Editor’s Note: Regardless of your personal religious beliefs, the issue of church security is one that impacts all our communities, and the solutions apply to a variety of public settings. Whether you attend a place of worship regularly or not, I encourage you to read this article and think about how the ideas within it might affect your own thoughts on personal and family safety.
I was sitting in my home on June 17, 2015 when a friend called and told me to turn on the local news broadcast. My heart sank as I watched the aftermath of a mass murder in Charleston, South Carolina. But unlike the vast majority of people in the country, the churches as well, I was not at all surprised by the attack. In 2004 I had been motivated to write the first book on protecting houses of worship. It is a comprehensive guide to the when, why and how not only of establishing a security team but also how to manage it. When the book was published in 2006, I started the task of disseminating information to those ministries in need. In this article, I will present my view of the current state of affairs in this arena and maybe even get a little prophetic in the process.
Community outreach with active security.
Photo: Denneco Pruitt
News networks have bombarded the public with the newest wave of attacks against the ministry, but the question comes to mind: is this new? The church has sustained mayhem, death and destruction since its inception. In the Bible, Aaron, the first priest, established a systemic approach to protection with his instructions to ring the tabernacle in the desert with warriors to prevent worshippers from being attacked. We have seen many types of attacks, including the firebombing of churches and vandalism of mosques, synagogues and temples. It has always been this way throughout history; men have always killed in the name of God. I have to agree with Solomon: there is no new thing upon the earth.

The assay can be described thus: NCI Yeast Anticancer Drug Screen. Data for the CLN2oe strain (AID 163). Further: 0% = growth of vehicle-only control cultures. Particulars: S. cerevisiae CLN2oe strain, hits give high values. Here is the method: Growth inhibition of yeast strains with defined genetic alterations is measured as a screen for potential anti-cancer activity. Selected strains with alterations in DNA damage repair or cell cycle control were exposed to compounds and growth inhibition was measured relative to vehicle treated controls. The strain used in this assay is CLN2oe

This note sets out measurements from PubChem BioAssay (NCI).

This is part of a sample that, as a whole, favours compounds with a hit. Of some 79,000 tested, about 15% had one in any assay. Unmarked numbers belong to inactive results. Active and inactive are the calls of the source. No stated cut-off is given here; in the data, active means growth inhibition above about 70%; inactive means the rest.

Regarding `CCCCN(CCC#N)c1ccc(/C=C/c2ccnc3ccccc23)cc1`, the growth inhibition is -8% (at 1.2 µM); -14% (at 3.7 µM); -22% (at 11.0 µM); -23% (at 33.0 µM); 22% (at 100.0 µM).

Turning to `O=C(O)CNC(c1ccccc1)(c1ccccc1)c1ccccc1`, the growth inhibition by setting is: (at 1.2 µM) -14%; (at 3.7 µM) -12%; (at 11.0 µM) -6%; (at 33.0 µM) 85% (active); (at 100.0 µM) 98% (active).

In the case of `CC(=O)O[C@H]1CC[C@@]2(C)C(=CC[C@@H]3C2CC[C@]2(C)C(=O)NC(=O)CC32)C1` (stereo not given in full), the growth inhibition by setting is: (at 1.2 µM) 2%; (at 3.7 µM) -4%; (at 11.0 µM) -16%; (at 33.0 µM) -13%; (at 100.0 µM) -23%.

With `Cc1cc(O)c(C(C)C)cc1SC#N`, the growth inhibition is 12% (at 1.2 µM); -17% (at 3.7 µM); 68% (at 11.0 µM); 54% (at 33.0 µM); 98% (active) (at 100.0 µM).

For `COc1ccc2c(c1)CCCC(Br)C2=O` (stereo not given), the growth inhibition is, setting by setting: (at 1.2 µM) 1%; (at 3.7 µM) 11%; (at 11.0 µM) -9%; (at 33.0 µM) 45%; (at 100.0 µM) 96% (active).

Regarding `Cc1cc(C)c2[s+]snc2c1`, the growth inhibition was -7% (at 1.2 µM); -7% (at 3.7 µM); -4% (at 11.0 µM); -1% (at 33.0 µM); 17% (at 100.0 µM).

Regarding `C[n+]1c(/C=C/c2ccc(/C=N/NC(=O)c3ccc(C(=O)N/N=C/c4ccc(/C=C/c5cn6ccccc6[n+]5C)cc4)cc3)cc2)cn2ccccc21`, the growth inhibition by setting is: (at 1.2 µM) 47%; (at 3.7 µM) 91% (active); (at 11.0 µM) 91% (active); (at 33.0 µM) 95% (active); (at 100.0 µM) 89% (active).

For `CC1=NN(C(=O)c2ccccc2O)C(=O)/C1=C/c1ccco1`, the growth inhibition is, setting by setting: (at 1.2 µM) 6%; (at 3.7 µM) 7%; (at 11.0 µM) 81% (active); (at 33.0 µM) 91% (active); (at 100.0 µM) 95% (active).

No matter who quotes statistics, they must vastly under-report the information because of one very important reason: no agency is required to collect data of attacks against ministries. The agencies that do report do so voluntarily and I would submit to you that most ministries don’t file charges for fear of appearing to the public as “ungodly.” Several years ago, I submitted a copy of my book to the Crystal Cathedral after I discovered they had no security in place to protect their members. To me this was insane, and soon I found out that someone had made their way into the sanctuary and committed suicide. Of the various sources you can review, trends indicate crimes against the ministry increase 15% every year, but this again is based on available information. So more and more we have seen the rise of attacks, and the violence of these attacks has escalated. Which brings us to the next question: why?
I believe we are seeing an escalation of violence against ministries for several reasons.
Scandals: The heavily publicized shortcomings of pastors starting with Jim Bakker and Jimmy Swaggart revealed to the general public that people in the pulpit are human beings. With the removal of this false sense of holiness in the public’s eye and the criminal eye as well, attacks against ministries were no longer taboo.
Alternative lifestyles: With the promotion of alternative lifestyles and non-traditional relationships, we see the development of intolerance and sometimes persecution against those who openly express their faith.
Radicalism: The expansion of radical Islam has provided us with a firsthand view of the massacre of Christians throughout the world. In many countries, alternative methods of worship are often punishable by death.
Indifference: The public is no longer concerned about what occurs in churches because they themselves don’t go.
How Do We Combat the Trend?
Team building through situational awareness training. Photo: Denneco Pruitt
We must examine the various options we have to discourage this current trend. Because of the ferocity of the current attacks, many ministries are pursuing security training, which is good, but is standard training good enough? The unique aspect of the church being a place of spiritual healing dictates that standard security training or guards is not sufficient to assist ministries in making themselves safe. Over my years of providing support in this arena, I have found that to truly make a difference, anyone engaging in security in ministry must have a sound foundation in servant leadership. Things that are permissible in a worldly environment are not permissible within the confines of ministry. A balance of professionalism and love is needed in the execution of duties. The function of the church is to serve those in need, which means a large number of people coming through its doors will have committed a variety of transgressions. It is to be a place of great compassion, and no level of security can be established without taking this into consideration